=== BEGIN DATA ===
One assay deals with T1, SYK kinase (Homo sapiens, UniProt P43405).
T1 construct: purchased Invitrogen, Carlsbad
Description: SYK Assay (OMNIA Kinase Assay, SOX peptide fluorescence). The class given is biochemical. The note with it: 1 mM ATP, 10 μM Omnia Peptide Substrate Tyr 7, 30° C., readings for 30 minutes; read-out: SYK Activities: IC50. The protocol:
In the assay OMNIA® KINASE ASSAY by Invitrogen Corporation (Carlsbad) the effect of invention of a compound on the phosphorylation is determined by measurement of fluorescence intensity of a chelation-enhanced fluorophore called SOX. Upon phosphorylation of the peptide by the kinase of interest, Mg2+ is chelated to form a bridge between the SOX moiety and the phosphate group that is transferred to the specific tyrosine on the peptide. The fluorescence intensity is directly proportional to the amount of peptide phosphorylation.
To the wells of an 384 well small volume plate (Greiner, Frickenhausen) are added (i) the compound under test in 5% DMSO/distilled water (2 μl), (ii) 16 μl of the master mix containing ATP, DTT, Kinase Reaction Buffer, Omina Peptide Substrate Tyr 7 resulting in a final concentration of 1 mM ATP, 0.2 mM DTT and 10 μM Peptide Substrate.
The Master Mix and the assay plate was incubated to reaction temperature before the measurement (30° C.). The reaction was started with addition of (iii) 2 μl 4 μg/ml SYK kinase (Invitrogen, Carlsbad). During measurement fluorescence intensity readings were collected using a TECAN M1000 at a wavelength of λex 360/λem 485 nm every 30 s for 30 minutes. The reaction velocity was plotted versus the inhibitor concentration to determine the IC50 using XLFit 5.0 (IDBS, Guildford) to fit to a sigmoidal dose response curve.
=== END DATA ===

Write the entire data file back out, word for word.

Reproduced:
One assay deals with T1, SYK kinase (Homo sapiens, UniProt P43405).
T1 construct: purchased Invitrogen, Carlsbad
Description: SYK Assay (OMNIA Kinase Assay, SOX peptide fluorescence). The class given is biochemical. The note with it: 1 mM ATP, 10 μM Omnia Peptide Substrate Tyr 7, 30° C., readings for 30 minutes; read-out: SYK Activities: IC50. The protocol:
In the assay OMNIA® KINASE ASSAY by Invitrogen Corporation (Carlsbad) the effect of invention of a compound on the phosphorylation is determined by measurement of fluorescence intensity of a chelation-enhanced fluorophore called SOX. Upon phosphorylation of the peptide by the kinase of interest, Mg2+ is chelated to form a bridge between the SOX moiety and the phosphate group that is transferred to the specific tyrosine on the peptide. The fluorescence intensity is directly proportional to the amount of peptide phosphorylation.
To the wells of an 384 well small volume plate (Greiner, Frickenhausen) are added (i) the compound under test in 5% DMSO/distilled water (2 μl), (ii) 16 μl of the master mix containing ATP, DTT, Kinase Reaction Buffer, Omina Peptide Substrate Tyr 7 resulting in a final concentration of 1 mM ATP, 0.2 mM DTT and 10 μM Peptide Substrate.
The Master Mix and the assay plate was incubated to reaction temperature before the measurement (30° C.). The reaction was started with addition of (iii) 2 μl 4 μg/ml SYK kinase (Invitrogen, Carlsbad). During measurement fluorescence intensity readings were collected using a TECAN M1000 at a wavelength of λex 360/λem 485 nm every 30 s for 30 minutes. The reaction velocity was plotted versus the inhibitor concentration to determine the IC50 using XLFit 5.0 (IDBS, Guildford) to fit to a sigmoidal dose response curve.